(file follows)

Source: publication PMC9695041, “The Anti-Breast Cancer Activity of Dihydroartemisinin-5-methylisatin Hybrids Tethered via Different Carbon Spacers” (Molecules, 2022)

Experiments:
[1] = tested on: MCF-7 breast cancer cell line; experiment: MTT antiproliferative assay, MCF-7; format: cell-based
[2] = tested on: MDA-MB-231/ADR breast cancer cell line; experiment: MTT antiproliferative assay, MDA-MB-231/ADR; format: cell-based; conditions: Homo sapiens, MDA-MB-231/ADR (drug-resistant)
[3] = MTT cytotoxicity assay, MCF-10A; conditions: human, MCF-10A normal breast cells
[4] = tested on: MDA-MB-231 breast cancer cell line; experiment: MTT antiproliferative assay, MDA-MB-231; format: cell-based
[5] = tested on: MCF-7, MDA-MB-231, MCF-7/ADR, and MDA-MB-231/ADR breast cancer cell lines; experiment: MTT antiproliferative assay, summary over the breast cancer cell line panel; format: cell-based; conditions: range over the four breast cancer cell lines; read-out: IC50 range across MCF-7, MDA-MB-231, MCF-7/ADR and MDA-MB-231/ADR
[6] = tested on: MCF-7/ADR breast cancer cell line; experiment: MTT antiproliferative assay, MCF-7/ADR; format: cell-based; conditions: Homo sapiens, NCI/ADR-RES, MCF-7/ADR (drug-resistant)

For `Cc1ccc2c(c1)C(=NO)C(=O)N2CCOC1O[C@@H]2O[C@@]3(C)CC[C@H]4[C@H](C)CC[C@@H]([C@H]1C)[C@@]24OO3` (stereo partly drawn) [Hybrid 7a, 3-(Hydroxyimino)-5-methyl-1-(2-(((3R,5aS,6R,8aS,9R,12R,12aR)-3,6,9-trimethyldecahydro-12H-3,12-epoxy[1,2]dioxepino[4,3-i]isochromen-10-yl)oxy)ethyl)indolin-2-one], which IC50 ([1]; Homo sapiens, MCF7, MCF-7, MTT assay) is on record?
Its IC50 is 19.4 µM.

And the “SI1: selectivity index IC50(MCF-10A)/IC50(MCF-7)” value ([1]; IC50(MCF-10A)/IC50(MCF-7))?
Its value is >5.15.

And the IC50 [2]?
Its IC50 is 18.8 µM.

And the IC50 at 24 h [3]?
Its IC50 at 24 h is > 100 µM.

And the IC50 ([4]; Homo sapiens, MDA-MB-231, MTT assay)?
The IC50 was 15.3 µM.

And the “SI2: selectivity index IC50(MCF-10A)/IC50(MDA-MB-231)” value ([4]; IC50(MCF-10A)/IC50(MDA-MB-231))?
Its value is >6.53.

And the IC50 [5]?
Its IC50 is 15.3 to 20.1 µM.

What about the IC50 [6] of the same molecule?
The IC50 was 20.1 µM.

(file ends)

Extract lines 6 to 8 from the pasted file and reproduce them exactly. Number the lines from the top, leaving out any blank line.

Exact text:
[4] = tested on: MDA-MB-231 breast cancer cell line; experiment: MTT antiproliferative assay, MDA-MB-231; format: cell-based
[5] = tested on: MCF-7, MDA-MB-231, MCF-7/ADR, and MDA-MB-231/ADR breast cancer cell lines; experiment: MTT antiproliferative assay, summary over the breast cancer cell line panel; format: cell-based; conditions: range over the four breast cancer cell lines; read-out: IC50 range across MCF-7, MDA-MB-231, MCF-7/ADR and MDA-MB-231/ADR
[6] = tested on: MCF-7/ADR breast cancer cell line; experiment: MTT antiproliferative assay, MCF-7/ADR; format: cell-based; conditions: Homo sapiens, NCI/ADR-RES, MCF-7/ADR (drug-resistant)